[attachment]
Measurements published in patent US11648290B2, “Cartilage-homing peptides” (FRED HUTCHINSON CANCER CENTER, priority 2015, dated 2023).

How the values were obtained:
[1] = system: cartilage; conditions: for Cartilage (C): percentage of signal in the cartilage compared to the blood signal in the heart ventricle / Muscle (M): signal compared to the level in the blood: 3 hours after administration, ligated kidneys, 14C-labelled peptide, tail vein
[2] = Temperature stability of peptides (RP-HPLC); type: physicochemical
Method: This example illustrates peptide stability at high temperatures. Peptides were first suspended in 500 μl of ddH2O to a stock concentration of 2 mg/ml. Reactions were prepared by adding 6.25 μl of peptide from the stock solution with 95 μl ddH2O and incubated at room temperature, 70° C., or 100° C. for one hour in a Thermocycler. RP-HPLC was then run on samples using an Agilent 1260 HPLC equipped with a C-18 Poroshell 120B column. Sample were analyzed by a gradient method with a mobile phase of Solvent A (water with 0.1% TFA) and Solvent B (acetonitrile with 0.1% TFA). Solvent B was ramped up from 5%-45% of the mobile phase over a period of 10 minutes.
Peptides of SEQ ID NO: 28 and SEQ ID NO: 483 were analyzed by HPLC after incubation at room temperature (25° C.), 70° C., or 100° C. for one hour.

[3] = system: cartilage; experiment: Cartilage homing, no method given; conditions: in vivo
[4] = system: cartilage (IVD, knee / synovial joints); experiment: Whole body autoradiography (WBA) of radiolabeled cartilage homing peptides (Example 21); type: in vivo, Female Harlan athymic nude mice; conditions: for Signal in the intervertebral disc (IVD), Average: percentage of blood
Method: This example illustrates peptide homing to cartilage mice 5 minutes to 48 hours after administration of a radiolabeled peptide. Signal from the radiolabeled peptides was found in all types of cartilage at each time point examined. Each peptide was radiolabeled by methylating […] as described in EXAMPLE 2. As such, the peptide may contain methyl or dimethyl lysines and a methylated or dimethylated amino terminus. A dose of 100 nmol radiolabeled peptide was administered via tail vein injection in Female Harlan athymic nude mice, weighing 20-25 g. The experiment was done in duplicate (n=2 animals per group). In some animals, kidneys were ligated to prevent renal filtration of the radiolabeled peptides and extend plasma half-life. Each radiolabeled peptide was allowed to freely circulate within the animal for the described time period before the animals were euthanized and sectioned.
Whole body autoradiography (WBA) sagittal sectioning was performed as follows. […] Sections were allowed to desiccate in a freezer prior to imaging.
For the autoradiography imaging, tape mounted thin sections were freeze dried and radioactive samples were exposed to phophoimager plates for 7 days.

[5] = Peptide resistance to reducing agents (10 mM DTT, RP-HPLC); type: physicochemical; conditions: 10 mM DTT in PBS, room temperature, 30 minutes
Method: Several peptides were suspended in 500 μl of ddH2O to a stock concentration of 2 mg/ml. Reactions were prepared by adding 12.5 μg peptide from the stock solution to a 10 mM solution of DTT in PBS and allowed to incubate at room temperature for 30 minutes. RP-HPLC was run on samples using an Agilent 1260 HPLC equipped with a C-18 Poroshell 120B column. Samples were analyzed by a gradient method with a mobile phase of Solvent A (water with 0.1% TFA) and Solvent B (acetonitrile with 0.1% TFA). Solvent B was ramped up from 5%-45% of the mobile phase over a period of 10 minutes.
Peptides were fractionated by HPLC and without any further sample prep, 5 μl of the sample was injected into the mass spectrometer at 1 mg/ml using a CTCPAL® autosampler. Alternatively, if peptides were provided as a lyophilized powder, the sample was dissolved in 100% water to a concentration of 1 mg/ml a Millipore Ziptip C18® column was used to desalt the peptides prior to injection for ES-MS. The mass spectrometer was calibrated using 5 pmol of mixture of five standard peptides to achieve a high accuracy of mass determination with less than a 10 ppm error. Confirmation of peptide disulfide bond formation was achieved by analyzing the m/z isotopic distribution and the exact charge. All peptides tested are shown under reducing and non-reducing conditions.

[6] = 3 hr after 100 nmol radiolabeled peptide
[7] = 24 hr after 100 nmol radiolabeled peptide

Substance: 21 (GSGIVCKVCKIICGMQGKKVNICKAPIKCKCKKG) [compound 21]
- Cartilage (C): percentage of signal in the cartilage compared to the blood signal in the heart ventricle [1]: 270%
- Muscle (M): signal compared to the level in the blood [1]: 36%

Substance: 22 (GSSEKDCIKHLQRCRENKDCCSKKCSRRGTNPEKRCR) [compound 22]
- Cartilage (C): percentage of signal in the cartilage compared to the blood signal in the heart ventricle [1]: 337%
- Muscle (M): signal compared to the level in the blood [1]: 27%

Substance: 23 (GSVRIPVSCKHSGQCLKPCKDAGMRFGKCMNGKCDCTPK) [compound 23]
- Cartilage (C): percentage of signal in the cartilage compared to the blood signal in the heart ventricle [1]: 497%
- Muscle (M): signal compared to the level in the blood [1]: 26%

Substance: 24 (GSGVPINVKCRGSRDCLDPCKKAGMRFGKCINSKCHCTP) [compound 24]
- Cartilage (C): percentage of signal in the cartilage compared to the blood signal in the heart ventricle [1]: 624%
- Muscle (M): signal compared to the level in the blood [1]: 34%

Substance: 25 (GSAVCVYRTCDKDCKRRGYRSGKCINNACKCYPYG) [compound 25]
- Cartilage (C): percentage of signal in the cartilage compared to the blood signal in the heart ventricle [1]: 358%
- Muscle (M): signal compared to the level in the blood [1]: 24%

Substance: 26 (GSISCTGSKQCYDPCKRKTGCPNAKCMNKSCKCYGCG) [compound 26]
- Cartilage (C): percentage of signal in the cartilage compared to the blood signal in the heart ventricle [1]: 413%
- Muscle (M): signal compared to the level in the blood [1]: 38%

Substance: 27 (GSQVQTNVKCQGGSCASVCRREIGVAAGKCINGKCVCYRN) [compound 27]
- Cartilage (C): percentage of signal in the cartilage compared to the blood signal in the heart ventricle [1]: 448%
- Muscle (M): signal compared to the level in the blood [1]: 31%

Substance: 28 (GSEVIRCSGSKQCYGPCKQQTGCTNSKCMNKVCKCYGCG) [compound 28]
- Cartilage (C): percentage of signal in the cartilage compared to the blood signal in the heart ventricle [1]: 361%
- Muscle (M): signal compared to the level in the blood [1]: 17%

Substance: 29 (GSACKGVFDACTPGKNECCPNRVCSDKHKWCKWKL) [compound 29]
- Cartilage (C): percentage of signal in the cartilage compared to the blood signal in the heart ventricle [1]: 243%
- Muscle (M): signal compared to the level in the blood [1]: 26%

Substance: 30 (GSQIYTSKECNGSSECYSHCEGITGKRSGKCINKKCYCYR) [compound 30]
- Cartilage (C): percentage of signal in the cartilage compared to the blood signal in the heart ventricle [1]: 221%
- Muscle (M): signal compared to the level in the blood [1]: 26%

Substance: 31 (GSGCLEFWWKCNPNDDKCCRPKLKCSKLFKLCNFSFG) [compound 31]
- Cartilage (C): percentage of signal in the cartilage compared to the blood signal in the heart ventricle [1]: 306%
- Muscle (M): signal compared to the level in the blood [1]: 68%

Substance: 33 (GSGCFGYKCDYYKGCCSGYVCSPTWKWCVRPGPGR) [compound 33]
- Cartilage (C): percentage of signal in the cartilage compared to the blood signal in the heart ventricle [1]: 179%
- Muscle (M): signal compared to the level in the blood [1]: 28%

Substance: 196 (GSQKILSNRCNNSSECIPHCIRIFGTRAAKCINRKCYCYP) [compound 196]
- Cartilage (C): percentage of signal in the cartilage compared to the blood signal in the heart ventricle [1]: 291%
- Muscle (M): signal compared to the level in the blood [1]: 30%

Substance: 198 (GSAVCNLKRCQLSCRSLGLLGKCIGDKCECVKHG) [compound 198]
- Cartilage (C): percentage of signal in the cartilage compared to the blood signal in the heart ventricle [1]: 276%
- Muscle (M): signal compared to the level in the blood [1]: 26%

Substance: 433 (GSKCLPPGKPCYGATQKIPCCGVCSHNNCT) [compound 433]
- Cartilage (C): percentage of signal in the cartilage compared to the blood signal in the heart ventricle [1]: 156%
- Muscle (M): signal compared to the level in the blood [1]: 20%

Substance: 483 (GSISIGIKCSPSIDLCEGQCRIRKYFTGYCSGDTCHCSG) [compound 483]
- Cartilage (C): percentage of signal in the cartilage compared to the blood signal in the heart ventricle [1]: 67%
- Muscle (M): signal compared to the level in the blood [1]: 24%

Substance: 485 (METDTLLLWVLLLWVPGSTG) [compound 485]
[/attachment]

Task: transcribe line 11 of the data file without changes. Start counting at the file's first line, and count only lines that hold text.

For the autoradiography imaging, tape mounted thin sections were freeze dried and radioactive samples were exposed to phophoimager plates for 7 days.